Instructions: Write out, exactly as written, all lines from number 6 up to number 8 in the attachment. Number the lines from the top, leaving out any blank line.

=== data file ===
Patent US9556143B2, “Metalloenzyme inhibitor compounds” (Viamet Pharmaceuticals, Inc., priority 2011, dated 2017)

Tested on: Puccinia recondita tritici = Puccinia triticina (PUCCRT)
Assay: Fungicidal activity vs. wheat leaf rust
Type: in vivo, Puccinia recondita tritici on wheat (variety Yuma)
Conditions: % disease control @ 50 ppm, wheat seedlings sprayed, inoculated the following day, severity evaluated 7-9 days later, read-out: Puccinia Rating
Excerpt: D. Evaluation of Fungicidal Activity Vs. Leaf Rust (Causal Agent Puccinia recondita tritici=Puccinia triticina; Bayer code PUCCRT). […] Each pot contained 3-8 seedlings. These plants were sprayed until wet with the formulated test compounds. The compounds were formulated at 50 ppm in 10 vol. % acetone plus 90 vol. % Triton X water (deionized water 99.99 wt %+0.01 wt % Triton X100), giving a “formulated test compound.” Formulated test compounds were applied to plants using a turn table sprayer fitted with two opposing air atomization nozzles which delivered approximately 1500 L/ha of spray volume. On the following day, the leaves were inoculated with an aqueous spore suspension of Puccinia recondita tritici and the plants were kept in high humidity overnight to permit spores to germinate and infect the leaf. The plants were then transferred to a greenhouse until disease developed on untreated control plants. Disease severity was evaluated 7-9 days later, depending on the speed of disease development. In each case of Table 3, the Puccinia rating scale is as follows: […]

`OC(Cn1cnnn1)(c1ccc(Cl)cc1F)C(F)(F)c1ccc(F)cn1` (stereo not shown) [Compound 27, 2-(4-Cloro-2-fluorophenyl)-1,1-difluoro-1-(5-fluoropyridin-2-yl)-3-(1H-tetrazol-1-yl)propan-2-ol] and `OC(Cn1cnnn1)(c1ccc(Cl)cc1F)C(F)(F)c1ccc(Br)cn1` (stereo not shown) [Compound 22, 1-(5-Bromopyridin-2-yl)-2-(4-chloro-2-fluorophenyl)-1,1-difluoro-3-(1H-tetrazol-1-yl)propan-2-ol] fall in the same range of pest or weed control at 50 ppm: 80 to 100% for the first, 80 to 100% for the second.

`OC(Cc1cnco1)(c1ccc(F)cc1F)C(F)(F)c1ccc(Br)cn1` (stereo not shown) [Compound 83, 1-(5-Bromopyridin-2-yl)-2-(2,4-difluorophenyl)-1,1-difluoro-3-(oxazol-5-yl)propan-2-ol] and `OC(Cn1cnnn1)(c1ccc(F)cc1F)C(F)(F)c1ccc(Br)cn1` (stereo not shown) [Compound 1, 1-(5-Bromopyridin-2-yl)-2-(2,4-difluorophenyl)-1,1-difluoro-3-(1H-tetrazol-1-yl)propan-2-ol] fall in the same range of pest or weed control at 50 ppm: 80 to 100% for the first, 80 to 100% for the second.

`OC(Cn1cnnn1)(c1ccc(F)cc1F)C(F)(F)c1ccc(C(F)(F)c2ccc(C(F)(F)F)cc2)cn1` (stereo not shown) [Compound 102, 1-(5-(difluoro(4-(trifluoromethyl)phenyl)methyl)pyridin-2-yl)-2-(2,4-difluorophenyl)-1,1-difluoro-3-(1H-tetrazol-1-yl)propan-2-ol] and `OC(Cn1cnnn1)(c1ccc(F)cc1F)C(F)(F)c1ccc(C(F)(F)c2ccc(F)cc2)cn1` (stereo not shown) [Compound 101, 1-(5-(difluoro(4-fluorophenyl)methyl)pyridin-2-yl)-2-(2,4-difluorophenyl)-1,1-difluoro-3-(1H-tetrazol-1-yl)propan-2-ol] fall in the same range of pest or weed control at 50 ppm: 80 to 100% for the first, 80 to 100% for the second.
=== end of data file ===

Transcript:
Excerpt: D. Evaluation of Fungicidal Activity Vs. Leaf Rust (Causal Agent Puccinia recondita tritici=Puccinia triticina; Bayer code PUCCRT). […] Each pot contained 3-8 seedlings. These plants were sprayed until wet with the formulated test compounds. The compounds were formulated at 50 ppm in 10 vol. % acetone plus 90 vol. % Triton X water (deionized water 99.99 wt %+0.01 wt % Triton X100), giving a “formulated test compound.” Formulated test compounds were applied to plants using a turn table sprayer fitted with two opposing air atomization nozzles which delivered approximately 1500 L/ha of spray volume. On the following day, the leaves were inoculated with an aqueous spore suspension of Puccinia recondita tritici and the plants were kept in high humidity overnight to permit spores to germinate and infect the leaf. The plants were then transferred to a greenhouse until disease developed on untreated control plants. Disease severity was evaluated 7-9 days later, depending on the speed of disease development. In each case of Table 3, the Puccinia rating scale is as follows: […]

`OC(Cn1cnnn1)(c1ccc(Cl)cc1F)C(F)(F)c1ccc(F)cn1` (stereo not shown) [Compound 27, 2-(4-Cloro-2-fluorophenyl)-1,1-difluoro-1-(5-fluoropyridin-2-yl)-3-(1H-tetrazol-1-yl)propan-2-ol] and `OC(Cn1cnnn1)(c1ccc(Cl)cc1F)C(F)(F)c1ccc(Br)cn1` (stereo not shown) [Compound 22, 1-(5-Bromopyridin-2-yl)-2-(4-chloro-2-fluorophenyl)-1,1-difluoro-3-(1H-tetrazol-1-yl)propan-2-ol] fall in the same range of pest or weed control at 50 ppm: 80 to 100% for the first, 80 to 100% for the second.

`OC(Cc1cnco1)(c1ccc(F)cc1F)C(F)(F)c1ccc(Br)cn1` (stereo not shown) [Compound 83, 1-(5-Bromopyridin-2-yl)-2-(2,4-difluorophenyl)-1,1-difluoro-3-(oxazol-5-yl)propan-2-ol] and `OC(Cn1cnnn1)(c1ccc(F)cc1F)C(F)(F)c1ccc(Br)cn1` (stereo not shown) [Compound 1, 1-(5-Bromopyridin-2-yl)-2-(2,4-difluorophenyl)-1,1-difluoro-3-(1H-tetrazol-1-yl)propan-2-ol] fall in the same range of pest or weed control at 50 ppm: 80 to 100% for the first, 80 to 100% for the second.